Yesterday I read this article on our local news website. If you don't want to go to the link, here's a quick summary:
An 11 year old girl who has been playing in a community youth football league for 2 seasons has been told that she won't be able to come back next season and play with the league, which is supposed to be an all-boys league.
People are up in arms! And the family has started an online petition calling for the Catholic Youth Organization to allow girls to play in the league.
I guess I'm missing something. I don't see this policy as discriminatory, or old fashioned. I see it as common sense in protecting participants, as well as the league's own liability.
Cowgirl (age 12) is an excellent soccer player. She loves it. A couple of seasons ago, she was invited by her then coach to join a competitive (all-girls) soccer league that he was moving his daughter to, out of our local recreational league. She went and practiced with the team and loved it. But the more she thought about it, the more she felt like she would like to work on her skills a little bit more in our rec league before doing competition soccer. She signed up for another season of rec league (which is a co-ed league).
She still loves it. She is still one of the best players on her team. She's better than the majority of the boys she has played against, and most of the boys on her team. But she has relinquished her (well-loved) position of playing goalie. After the first couple of games I asked her why the coach wasn't letting her play goalie. She told me that she had been offered goalie but had told her coach she preferred not to play that position. I was shocked - in previous years she had always had to sort of fight to get the chance to play goalie, due to several boys also wanting that position. I asked her "why?"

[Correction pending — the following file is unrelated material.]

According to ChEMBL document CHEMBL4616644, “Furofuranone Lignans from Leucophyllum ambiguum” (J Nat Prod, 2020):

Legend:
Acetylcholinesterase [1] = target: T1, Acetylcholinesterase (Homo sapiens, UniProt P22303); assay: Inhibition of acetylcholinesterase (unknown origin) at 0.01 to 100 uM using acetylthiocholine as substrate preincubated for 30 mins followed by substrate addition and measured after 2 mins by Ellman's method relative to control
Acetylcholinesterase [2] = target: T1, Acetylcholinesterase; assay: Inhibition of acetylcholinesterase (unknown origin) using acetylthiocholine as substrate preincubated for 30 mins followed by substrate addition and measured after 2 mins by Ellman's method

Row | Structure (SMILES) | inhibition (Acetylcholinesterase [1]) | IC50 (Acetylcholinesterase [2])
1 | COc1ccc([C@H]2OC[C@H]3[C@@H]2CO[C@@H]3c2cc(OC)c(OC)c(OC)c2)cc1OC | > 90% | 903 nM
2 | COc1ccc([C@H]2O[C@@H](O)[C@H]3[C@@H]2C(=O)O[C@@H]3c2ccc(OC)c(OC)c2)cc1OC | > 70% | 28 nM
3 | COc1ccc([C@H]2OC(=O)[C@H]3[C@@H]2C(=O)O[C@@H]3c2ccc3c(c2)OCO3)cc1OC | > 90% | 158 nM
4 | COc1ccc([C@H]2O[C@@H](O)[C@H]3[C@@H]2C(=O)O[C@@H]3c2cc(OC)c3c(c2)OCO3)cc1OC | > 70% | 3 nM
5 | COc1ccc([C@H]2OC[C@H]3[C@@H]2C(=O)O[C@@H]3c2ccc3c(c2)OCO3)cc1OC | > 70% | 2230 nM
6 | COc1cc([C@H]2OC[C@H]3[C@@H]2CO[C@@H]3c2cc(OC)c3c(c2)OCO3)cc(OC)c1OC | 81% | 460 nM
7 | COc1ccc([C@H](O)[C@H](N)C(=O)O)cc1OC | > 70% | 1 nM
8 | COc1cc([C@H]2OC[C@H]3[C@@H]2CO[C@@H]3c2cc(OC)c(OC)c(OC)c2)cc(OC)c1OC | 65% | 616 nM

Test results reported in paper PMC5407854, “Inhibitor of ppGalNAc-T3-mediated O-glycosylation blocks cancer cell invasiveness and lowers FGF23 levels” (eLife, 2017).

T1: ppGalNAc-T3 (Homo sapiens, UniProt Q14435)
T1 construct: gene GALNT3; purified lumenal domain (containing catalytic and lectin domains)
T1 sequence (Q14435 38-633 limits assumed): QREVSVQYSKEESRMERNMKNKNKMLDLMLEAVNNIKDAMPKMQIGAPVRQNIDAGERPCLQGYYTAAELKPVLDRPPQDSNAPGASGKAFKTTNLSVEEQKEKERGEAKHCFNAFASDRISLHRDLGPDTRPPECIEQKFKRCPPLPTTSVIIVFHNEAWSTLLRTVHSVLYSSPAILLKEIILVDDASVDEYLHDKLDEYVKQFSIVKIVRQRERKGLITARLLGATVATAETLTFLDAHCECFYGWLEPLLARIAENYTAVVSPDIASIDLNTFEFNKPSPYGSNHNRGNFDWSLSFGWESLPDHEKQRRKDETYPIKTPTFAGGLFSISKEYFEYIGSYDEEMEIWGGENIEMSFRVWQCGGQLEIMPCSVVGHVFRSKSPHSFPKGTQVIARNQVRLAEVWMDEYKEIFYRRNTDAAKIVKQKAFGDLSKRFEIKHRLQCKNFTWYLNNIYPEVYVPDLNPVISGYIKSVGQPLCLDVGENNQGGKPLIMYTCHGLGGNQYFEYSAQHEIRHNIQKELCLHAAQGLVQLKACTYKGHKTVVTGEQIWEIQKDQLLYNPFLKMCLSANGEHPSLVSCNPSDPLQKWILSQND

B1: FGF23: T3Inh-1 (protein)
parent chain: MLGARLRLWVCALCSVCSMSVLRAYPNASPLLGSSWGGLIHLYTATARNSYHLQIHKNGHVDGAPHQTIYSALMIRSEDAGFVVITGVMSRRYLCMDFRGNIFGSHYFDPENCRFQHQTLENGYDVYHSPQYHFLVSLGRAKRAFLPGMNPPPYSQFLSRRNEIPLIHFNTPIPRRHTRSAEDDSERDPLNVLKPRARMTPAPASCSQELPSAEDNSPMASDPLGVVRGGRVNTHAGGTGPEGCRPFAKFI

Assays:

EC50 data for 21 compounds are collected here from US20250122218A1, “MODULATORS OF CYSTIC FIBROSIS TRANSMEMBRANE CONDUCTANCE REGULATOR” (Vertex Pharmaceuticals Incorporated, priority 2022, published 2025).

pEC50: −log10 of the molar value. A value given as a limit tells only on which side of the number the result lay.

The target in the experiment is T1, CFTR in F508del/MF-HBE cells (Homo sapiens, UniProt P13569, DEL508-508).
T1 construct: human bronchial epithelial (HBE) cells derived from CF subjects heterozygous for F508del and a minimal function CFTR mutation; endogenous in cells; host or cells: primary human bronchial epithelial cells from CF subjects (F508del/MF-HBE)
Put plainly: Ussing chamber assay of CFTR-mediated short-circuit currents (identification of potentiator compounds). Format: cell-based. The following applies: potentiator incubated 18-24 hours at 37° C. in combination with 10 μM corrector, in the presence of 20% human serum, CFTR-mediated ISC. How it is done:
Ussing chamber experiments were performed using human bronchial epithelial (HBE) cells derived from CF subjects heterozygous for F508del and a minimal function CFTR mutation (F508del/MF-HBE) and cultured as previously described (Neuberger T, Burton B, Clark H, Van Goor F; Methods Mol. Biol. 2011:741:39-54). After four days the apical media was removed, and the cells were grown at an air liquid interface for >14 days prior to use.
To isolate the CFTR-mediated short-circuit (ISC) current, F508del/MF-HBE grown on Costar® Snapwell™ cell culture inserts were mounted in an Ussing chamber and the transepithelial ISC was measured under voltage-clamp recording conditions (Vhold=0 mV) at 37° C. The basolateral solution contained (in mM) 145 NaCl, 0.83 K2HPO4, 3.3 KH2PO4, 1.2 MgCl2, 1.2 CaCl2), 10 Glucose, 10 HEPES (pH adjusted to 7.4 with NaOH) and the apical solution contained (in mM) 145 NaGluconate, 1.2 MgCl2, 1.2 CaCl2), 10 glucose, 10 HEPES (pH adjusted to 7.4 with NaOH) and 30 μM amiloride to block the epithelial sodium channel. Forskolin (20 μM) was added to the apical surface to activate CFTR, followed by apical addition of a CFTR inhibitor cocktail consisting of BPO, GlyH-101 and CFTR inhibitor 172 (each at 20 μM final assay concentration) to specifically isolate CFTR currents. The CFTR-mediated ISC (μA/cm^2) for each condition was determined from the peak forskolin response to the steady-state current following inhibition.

"Mom," she said, "The boys my age have gotten so BIG - and they kick HARD!! When I block or catch the ball it hurts!"
She still has the skills to hold her own with the boys. But it is reaching the point that the physical differences in the way the female and male bodies are built is starting to make a difference, despite her talent. It will soon be time to move onto an all-girls league.
And that's in soccer. I can't imagine having her play a full-contact, tackle sport with some of the boys that I see her playing soccer with.
So am I crazy to think this decision by the youth organization is a little more based on common sense than on discrimination? I just think the people all fired up about this are trying to create controversy where there doesn't really need to be any.